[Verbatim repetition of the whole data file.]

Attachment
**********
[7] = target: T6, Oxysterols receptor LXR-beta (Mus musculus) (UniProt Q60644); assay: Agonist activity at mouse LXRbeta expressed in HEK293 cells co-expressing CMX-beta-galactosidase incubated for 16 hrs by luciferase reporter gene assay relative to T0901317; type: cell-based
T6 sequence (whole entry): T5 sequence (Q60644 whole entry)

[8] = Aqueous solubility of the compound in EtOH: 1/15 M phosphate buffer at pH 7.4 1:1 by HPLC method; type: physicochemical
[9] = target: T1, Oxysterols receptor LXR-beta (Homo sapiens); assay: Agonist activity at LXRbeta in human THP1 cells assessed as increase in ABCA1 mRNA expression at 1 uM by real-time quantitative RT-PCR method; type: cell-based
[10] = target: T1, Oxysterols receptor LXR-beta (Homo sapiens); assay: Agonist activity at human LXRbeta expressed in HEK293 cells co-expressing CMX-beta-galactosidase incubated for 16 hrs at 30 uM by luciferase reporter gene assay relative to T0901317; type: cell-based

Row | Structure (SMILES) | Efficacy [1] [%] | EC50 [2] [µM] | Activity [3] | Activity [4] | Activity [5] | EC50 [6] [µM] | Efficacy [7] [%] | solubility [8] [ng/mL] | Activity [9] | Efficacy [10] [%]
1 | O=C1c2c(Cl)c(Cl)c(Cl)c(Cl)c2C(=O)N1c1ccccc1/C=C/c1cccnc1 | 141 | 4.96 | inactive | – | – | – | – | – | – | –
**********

[7] = target: T6, Oxysterols receptor LXR-beta (Mus musculus) (UniProt Q60644); assay: Agonist activity at mouse LXRbeta expressed in HEK293 cells co-expressing CMX-beta-galactosidase incubated for 16 hrs by luciferase reporter gene assay relative to T0901317; type: cell-based
T6 sequence (whole entry): T5 sequence (Q60644 whole entry)

[8] = Aqueous solubility of the compound in EtOH: 1/15 M phosphate buffer at pH 7.4 1:1 by HPLC method; type: physicochemical
[9] = target: T1, Oxysterols receptor LXR-beta (Homo sapiens); assay: Agonist activity at LXRbeta in human THP1 cells assessed as increase in ABCA1 mRNA expression at 1 uM by real-time quantitative RT-PCR method; type: cell-based
[10] = target: T1, Oxysterols receptor LXR-beta (Homo sapiens); assay: Agonist activity at human LXRbeta expressed in HEK293 cells co-expressing CMX-beta-galactosidase incubated for 16 hrs at 30 uM by luciferase reporter gene assay relative to T0901317; type: cell-based

Row | Structure (SMILES) | Efficacy [1] [%] | EC50 [2] [µM] | Activity [3] | Activity [4] | Activity [5] | EC50 [6] [µM] | Efficacy [7] [%] | solubility [8] [ng/mL] | Activity [9] | Efficacy [10] [%]
1 | O=C1c2c(Cl)c(Cl)c(Cl)c(Cl)c2C(=O)N1c1ccccc1/C=C/c1cccnc1 | 141 | 4.96 | inactive | – | – | – | – | – | – | –